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“I’m the keeper of the family heirlooms,” Paula Morris recently explained to expert Bob DuMouchelle at an appraisal session held at the landmark auction house and gallery. “This has been in the china cabinet for about 10 years.”

Her original email to the column added a little more background. “This item came to me through my mother from her sister-in-law (my Aunt Martha) who lived in Louisville, KY. Aunt Martha and my Uncle Pete traveled the country as he was in the Army for 20 plus years. She was a collector!” she wrote, added that it’s “related to the White House. I don’t know it was a souvenir that she bought in her travels or if it came from a trip they made to the White House, I believe in the ‘60s when my uncle received the Soldier’s Medal.”

The piece shows the White House in a cameo-shaped gold frame supported by two reclining putti, or angels. On the back it says “guaranteed 24K gold plate,” which she mused could refer to the gilding on the building’s peak and columns in the image. Initials AMW and the number 283 is also on the piece, as well as the words “White House, Washington DC.”

The initials AMW refer to the maker, said DuMouchelle, which he identified as the Art Metal Works of Newark, New Jersey. “They had a storefront on Broadway in New York,” he told Morris, adding that he had discovered the identical piece online when he did research. He also identified the style as art nouveau, dating it to about the turn of the century.

“The company started in 1896 and made a lot of household merchandise and art work, most of it in the white metal we call pot metal,” he explained. He said that her piece had better material, pointing out places in the gilding where copper was showing through from age and wear. “The company made other White House and Washington collectibles,” he said.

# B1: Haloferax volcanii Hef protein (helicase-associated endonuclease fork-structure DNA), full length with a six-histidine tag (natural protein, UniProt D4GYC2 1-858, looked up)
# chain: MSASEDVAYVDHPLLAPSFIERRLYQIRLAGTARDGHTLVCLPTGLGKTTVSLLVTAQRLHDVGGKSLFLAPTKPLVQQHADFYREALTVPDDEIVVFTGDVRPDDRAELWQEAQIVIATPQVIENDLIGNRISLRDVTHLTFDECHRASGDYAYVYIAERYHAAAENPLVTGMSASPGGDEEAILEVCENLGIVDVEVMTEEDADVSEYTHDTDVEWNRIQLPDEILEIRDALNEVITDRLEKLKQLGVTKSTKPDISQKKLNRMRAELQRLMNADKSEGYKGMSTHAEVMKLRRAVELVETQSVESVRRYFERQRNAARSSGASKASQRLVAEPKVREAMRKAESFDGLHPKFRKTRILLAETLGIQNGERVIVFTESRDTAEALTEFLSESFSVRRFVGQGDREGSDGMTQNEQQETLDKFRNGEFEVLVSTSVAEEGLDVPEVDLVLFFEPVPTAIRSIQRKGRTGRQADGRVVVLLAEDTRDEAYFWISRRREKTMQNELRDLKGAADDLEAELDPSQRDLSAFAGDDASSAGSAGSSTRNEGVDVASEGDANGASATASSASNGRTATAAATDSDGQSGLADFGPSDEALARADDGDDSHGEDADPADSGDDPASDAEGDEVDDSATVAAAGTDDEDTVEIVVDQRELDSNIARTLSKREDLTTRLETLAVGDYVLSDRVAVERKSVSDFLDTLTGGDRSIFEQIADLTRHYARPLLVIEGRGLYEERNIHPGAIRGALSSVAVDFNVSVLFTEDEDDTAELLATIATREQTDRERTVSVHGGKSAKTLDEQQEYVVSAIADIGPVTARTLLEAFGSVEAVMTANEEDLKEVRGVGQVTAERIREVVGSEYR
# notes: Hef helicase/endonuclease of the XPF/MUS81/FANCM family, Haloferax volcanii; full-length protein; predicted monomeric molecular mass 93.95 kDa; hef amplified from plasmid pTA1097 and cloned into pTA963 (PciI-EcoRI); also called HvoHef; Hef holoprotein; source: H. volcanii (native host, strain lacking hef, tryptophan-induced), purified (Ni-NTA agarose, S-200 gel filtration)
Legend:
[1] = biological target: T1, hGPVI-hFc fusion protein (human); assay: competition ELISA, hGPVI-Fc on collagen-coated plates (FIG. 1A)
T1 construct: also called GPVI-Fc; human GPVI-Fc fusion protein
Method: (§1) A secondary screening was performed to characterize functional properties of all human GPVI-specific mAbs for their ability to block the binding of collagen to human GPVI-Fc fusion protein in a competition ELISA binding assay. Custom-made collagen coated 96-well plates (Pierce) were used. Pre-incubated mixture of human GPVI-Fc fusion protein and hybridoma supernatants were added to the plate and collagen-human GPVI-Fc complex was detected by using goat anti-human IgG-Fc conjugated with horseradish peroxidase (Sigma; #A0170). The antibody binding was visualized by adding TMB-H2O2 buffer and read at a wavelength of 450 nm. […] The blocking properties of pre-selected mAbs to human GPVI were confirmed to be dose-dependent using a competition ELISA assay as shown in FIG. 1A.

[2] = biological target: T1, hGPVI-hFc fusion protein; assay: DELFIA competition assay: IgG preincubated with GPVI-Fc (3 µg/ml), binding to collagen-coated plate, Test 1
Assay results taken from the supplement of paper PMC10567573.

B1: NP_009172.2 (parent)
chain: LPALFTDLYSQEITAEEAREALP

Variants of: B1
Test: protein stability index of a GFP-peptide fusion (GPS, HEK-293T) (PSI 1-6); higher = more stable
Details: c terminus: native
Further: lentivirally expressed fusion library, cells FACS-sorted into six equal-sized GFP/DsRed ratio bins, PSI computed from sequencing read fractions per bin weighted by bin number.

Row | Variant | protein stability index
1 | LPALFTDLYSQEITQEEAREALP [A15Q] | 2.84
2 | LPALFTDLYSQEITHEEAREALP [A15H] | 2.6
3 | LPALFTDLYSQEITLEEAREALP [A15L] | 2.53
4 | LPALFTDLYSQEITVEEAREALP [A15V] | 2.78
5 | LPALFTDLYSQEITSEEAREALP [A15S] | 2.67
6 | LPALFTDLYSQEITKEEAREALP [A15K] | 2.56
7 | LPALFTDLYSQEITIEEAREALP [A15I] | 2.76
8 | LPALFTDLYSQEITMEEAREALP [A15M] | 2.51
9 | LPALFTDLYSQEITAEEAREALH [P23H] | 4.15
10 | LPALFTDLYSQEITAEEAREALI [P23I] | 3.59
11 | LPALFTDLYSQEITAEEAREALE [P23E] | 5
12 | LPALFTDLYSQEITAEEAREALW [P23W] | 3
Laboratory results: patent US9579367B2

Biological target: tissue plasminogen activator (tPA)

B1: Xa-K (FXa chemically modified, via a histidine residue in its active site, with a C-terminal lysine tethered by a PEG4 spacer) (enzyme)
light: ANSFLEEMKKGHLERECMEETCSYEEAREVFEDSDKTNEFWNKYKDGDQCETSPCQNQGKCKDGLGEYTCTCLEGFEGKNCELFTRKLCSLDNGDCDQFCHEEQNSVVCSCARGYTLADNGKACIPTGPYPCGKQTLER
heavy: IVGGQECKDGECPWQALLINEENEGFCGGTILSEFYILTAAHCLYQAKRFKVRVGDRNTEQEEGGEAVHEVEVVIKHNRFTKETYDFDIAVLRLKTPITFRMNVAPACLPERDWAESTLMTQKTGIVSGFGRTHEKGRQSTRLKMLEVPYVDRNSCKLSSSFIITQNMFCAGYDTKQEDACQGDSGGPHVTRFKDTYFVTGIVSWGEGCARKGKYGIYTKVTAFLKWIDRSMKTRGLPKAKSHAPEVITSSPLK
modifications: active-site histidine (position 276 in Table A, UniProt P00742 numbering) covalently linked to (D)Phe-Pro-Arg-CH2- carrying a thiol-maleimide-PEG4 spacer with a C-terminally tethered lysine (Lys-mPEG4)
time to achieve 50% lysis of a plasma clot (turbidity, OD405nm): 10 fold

He explained that the image itself is a print, showing her where she could see tiny mechanical dots if she looked with a magnifying glass. “This is modeled after a reverse painting on glass, some of which also had mother of pearl.” Her piece, however, is made with celluloid, which has an opalescent finish that glows like mother of pearl.

This type of piece was very popular in the 19th century and was mass produced, he added. “It’s definitely a commemorative item,” he told her. “It’s a souvenir but a high-end one.”

“I think it’s fun,” DuMouchelle told Morris. “It’s not extremely rare, but it’s a nice quality collectible and worth $300 to $500 at auction.”

Morris was thrilled with the information and the estimate.  “Just wait until I tell the kids they can’t use it as a doorstop anymore.”

trashortreas@aol.com

About this item

Item: White House Souvenir

Owned by: Paula Morris

Appraised by: Bob DuMouchelle

Estimated value: $300 to $500 at auction

 


  

 

 

 

 

 

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